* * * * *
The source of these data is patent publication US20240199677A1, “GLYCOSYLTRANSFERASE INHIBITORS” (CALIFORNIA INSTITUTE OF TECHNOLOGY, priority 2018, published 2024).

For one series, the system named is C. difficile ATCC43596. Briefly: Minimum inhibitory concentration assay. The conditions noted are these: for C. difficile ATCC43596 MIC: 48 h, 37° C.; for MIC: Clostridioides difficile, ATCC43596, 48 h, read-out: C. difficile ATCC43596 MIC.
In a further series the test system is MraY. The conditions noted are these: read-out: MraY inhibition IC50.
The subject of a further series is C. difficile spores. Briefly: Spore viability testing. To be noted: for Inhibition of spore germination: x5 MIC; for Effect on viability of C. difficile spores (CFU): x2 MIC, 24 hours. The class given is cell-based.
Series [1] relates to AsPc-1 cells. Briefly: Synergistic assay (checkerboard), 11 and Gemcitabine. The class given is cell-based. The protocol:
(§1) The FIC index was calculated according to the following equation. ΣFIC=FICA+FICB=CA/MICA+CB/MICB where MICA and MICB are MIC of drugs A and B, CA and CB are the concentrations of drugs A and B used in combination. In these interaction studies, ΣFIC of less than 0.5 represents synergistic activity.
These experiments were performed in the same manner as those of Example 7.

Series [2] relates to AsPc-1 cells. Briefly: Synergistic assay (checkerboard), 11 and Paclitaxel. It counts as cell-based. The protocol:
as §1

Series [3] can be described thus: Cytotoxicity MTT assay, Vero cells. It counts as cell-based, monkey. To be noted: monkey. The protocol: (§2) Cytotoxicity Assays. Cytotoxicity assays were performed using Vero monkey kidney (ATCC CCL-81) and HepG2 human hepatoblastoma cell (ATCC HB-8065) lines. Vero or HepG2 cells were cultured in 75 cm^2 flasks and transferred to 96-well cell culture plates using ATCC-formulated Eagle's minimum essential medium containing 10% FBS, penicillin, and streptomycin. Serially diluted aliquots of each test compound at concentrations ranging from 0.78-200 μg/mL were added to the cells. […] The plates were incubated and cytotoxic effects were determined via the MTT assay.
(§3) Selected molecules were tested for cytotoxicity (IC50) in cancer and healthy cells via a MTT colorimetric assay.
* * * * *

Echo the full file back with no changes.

The source of these data is patent publication US20240199677A1, “GLYCOSYLTRANSFERASE INHIBITORS” (CALIFORNIA INSTITUTE OF TECHNOLOGY, priority 2018, published 2024).

For one series, the system named is C. difficile ATCC43596. Briefly: Minimum inhibitory concentration assay. The conditions noted are these: for C. difficile ATCC43596 MIC: 48 h, 37° C.; for MIC: Clostridioides difficile, ATCC43596, 48 h, read-out: C. difficile ATCC43596 MIC.
In a further series the test system is MraY. The conditions noted are these: read-out: MraY inhibition IC50.
The subject of a further series is C. difficile spores. Briefly: Spore viability testing. To be noted: for Inhibition of spore germination: x5 MIC; for Effect on viability of C. difficile spores (CFU): x2 MIC, 24 hours. The class given is cell-based.
Series [1] relates to AsPc-1 cells. Briefly: Synergistic assay (checkerboard), 11 and Gemcitabine. The class given is cell-based. The protocol:
(§1) The FIC index was calculated according to the following equation. ΣFIC=FICA+FICB=CA/MICA+CB/MICB where MICA and MICB are MIC of drugs A and B, CA and CB are the concentrations of drugs A and B used in combination. In these interaction studies, ΣFIC of less than 0.5 represents synergistic activity.
These experiments were performed in the same manner as those of Example 7.

Series [2] relates to AsPc-1 cells. Briefly: Synergistic assay (checkerboard), 11 and Paclitaxel. It counts as cell-based. The protocol:
as §1

Series [3] can be described thus: Cytotoxicity MTT assay, Vero cells. It counts as cell-based, monkey. To be noted: monkey. The protocol: (§2) Cytotoxicity Assays. Cytotoxicity assays were performed using Vero monkey kidney (ATCC CCL-81) and HepG2 human hepatoblastoma cell (ATCC HB-8065) lines. Vero or HepG2 cells were cultured in 75 cm^2 flasks and transferred to 96-well cell culture plates using ATCC-formulated Eagle's minimum essential medium containing 10% FBS, penicillin, and streptomycin. Serially diluted aliquots of each test compound at concentrations ranging from 0.78-200 μg/mL were added to the cells. […] The plates were incubated and cytotoxic effects were determined via the MTT assay.
(§3) Selected molecules were tested for cytotoxicity (IC50) in cancer and healthy cells via a MTT colorimetric assay.